Wilco – Wilco (the album) – Oh, Wilco…where did we go wrong? I got over my initial lukewarm response to Sky Blue Sky and came to recognize some great songs, but this album asks too much. This inanely titled stinker is not worthy to shine the shoes of previous efforts like Being There, Summerteeth, and the untouchable Yankee Hotel Foxtrot. Wilco has been my favorite band of the last 15 years and it was tragic to see them slip into mediocrity this way. Don’t get me wrong. I am still going to see them live in March and pound for pound they may be the best touring act around today. Nonetheless, middle age and domestic tranquility appears to have robbed Jeff Tweedy of his spark and dulled the edge of his previously stellar songwriting. It’s cruel of me, but I liked him better when he was on the drugs and puking from migraines. In the end I am happy to snuggle up with the catalogue and let him live without crippling depression and addiction – you’re welcome, Jeff (just kidding, hold the angry comments.)
Not Yet Heard, But Great Word of Mouth:
Phoenix – Wolfgang Amadeus Phoenix – The non-stop praise for the most recent effort from the French rock group is everywhere. I really need to check this one out.
Neko Case – Middle Cyclone – The previous album from the New Pornographers vocalist, Fox Confessor Brings the Flood was indescribable and displayed a remarkable depth in her songwriting. I can’t imagine this new one could be anything but excellent. Besides that, she’s on the hood of a classic car with a fucking sword on the cover of this one. How could it not be awesome?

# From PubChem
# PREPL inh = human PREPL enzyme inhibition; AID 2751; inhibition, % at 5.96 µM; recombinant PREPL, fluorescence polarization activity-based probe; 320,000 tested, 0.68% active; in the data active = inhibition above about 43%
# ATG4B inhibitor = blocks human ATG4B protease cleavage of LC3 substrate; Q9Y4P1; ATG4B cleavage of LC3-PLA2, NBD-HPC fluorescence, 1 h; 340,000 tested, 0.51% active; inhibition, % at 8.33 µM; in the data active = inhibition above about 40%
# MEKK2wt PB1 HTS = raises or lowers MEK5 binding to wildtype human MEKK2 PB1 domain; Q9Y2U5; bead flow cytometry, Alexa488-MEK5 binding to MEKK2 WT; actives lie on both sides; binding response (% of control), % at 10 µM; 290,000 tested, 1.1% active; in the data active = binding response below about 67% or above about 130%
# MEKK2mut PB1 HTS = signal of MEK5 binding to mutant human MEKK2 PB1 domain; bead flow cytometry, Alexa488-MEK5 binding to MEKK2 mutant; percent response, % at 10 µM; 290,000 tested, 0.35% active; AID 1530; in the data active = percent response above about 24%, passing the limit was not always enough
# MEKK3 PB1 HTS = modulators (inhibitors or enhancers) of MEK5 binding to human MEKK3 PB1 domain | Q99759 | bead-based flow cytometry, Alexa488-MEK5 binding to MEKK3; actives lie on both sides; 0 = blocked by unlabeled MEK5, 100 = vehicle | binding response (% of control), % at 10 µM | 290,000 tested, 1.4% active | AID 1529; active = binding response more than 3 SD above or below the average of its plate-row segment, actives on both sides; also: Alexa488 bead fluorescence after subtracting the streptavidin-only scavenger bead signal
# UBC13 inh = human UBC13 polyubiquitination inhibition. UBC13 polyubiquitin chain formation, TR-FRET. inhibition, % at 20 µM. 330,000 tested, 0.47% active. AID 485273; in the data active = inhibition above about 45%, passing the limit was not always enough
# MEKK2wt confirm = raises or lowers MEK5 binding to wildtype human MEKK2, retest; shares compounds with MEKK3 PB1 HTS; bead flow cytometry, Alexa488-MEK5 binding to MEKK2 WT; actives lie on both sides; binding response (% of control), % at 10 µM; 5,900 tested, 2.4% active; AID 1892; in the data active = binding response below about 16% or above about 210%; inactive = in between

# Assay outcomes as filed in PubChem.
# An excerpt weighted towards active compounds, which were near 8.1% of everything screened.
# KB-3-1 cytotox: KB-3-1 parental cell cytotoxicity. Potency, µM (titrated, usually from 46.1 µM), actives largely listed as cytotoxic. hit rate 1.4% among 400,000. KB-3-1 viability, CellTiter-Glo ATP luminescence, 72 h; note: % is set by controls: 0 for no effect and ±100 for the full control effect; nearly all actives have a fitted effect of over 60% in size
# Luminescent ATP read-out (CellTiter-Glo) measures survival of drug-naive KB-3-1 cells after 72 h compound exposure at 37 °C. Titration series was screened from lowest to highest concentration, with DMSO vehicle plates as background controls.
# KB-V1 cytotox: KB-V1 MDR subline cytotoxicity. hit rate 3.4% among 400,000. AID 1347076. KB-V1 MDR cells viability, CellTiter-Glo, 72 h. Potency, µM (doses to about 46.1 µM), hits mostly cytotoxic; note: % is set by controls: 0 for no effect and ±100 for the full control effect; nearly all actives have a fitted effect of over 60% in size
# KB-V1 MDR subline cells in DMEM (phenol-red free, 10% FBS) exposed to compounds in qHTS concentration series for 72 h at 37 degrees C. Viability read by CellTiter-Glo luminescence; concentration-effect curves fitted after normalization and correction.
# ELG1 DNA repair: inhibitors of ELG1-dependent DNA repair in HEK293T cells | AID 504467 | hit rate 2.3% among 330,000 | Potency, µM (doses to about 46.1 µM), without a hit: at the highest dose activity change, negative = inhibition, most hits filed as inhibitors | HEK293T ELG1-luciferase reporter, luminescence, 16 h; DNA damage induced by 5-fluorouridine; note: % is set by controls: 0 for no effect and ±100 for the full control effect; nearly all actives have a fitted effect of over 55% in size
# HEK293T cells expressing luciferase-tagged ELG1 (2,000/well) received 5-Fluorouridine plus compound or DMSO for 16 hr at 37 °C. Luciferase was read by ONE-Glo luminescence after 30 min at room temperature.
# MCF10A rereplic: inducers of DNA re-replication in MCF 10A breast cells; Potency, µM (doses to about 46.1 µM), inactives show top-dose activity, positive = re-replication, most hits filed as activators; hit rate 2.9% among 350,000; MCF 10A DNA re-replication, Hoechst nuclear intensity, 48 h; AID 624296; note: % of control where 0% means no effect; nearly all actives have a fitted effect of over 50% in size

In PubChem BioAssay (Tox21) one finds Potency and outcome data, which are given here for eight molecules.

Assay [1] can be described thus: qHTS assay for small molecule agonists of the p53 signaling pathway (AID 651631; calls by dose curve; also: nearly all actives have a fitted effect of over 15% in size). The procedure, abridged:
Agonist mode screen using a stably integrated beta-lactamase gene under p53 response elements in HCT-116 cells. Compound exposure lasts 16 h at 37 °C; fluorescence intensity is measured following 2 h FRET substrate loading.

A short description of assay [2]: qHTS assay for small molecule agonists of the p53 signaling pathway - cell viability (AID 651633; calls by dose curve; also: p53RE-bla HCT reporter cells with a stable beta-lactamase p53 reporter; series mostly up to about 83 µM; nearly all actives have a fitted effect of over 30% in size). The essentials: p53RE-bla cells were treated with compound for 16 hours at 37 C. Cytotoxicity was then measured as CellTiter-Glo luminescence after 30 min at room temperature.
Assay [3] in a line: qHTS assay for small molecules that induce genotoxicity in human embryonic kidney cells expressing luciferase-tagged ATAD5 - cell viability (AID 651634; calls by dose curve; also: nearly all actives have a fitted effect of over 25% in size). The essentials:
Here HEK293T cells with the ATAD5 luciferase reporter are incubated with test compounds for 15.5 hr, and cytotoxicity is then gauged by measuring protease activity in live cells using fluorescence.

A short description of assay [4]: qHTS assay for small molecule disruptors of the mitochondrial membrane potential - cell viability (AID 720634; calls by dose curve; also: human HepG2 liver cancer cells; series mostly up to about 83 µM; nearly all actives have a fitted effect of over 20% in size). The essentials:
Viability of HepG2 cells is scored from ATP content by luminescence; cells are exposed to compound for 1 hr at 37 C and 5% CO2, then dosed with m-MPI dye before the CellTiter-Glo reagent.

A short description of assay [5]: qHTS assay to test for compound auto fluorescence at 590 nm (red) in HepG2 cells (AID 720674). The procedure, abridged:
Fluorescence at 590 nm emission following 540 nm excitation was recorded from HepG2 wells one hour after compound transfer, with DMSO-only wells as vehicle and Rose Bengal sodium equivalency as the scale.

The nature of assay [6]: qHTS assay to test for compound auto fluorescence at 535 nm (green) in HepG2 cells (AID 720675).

The Avett Brothers – I and Love and You – You don’t hear the words punk and bluegrass in the same sentence very often. From what little I’ve heard on WUVT neither label does the Brother’s justice on their most recent release.
Conor Oberst And The Mystic Valley Band – Outer South – I wish I had the luxury of ditching one of my many successful solo projects and heading to Mexico to start it all over. No doubt Oberst will be back to the Bright Eyes moniker soon, but this second effort from his new band includes songwriting collaboration with new members and subtle Latin vibe.
Dan Auerbach – Keep it Hid – solo effort from the guitarist/vocalist of the Black Keys. All I know is that his Dad plays banjo on one track, which is super cool in my opinion.
Well, that’s it. One year of music and all the joy it’s brought me condensed down to a few pages. I really took my time with this post so I hope you enjoy it. Please feel free to comment and discuss. I’ll blog at you all again real soon and tell your friends to check it out. Thanks,